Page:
Non-Owned Aircraft Insurance January 11, 2010Posted by aviationspecialist in Uncategorized.
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I could write a long-drawn out article on the why’s and how’s of non-owned policies, but I would most likely lose you to sleep in the first few lines. Instead, let me just put it this way. When you rent or borrow an airplane, most likely the operator you rent from has insurance and will be covered in case of an accident. He will get his money and be made whole again. (Which is, by the way, the principle of indemnity and central to understanding insurance, but that is for another article) Very likely, however, you will not be protected as a named or additional insured on the policy, which means the insurance company may subrogate and take you to court. Not to mention the attorney’s of the other parties involved. A non-owned policy provides you coverage in these situations, and places your insurance carrier and it’s attorneys between you and the unfortunate situation at hand.
The bottom line, if you rent or borrow an airplane, get a non-owned policy. This way when you borrow your buddy Joe‘s airplane, and then ding it on landing, you and Joe can still be friends while letting the insurance companies hash out the dollars and cents.
Check out our Free Stuff December 31, 2009Posted by aviationspecialist in Uncategorized.
We have added a new page, Free Stuff. Check it out. Right now you will find a free downloadable E-book about learning to fly, and some free downloadable airplane card models. Enjoy!
Something New… December 29, 2009Posted by aviationspecialist in Uncategorized.
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I then moved on to an idea about the future of General Aviation, and where we will be in 10 years. Well, that’s pretty simple. Fuel will be different, but the same. Regulations will change. Airspace will change. I have a hunch that the President and his TFR’s will still get in the way. Not a lot of imagination or insight there.
So here is what I have settled on. A “motivational statement” if you will. As a pilot, and an insurance agent, I spend a majority of my time trying to mitigate risks. For 2010, I am suggesting to you that now, in this economy, in this industry, NOW is the time to take some risks. Start a business, change a career, build an airplane, open a shop…do SOMETHING new and different this year. You won’t regret it.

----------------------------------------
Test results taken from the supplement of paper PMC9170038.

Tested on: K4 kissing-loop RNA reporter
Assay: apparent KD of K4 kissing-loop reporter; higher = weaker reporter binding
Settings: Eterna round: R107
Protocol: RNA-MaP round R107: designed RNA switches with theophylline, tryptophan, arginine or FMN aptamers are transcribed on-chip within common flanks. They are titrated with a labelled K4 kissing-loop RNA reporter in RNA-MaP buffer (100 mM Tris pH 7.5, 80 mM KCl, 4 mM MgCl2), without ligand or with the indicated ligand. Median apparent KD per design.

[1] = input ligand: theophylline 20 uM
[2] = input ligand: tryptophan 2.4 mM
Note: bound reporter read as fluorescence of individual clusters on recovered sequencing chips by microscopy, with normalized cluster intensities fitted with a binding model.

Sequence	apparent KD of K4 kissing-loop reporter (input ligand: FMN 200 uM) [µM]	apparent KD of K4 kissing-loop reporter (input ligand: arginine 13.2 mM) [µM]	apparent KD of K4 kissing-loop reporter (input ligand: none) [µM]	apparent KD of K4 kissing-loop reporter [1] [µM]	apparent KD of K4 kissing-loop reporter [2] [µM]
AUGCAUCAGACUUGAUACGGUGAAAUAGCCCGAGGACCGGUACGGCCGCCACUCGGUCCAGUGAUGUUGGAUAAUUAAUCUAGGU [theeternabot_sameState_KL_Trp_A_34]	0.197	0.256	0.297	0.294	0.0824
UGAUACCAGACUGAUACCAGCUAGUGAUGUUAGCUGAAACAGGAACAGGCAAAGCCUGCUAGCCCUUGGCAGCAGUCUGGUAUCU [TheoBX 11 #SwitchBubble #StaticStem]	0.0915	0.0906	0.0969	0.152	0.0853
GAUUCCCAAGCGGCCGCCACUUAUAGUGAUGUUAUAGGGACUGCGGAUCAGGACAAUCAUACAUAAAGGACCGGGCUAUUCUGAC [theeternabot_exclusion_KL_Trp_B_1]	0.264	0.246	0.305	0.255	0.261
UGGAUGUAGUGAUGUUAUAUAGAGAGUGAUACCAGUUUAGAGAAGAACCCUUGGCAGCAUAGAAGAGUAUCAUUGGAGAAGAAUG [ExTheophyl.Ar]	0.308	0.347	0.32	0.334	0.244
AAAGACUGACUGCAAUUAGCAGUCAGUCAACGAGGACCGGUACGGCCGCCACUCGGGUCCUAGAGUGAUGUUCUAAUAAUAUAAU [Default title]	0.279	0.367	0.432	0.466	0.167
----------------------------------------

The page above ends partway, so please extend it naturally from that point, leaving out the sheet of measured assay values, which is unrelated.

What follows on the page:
Used Aircraft Purchasing Do’s and Don’ts December 21, 2009Posted by aviationspecialist in Aviation.
We have a new article posted, with permission, on the articles page. It is a very thorough discussion of the elements involved in purchasing a new aircraft, and includes some things you might not have considered. Have a look, it will be worth your time.
Thanks go to John T. Van Geffen, Esq., at Michael L. Dworkin and Associates for allowing us to use his work.
Before You Buy… December 18, 2009Posted by aviationspecialist in Aviation.
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Before you upgrade that Cessna 172 to a 210, that King Air to a Citation, or that Hawker to a Gulfstream, give your Aviation Insurance Agent a quick call and let him know what you, or your flight department, are planning to do.
Your insurance agent can help you to analyze the ramifications of your decision, both from a financial standpoint and from a safety perspective as well. He is an aviation professional and, just like an attorney, is a licensed fiduciary agent. He might not have good news for you, but remember, he is always there to help.
What is Risk? December 17, 2009Posted by aviationspecialist in Aviation.
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In the insurance world, risk is defined as the probability, or possibility, of loss. The aviation insurance companies, or underwriters, evaluate all of your factors individually and determine if they are willing to accept your portion of the financial risk. What factors determine your individual risk? Age, flight experience, training, make and model of aircraft, kind of operation, loss history, etc, etc. Why is this important to know? Before you submit to the underwriters, sit down with your broker and discuss your individual risk factors. When you give your broker the “macro view” of your situation, he has all the information he needs in order to prepare a complete quote. More importantly, he will also be in a better position to help you find ways to mitigate, or control, your individual risk factors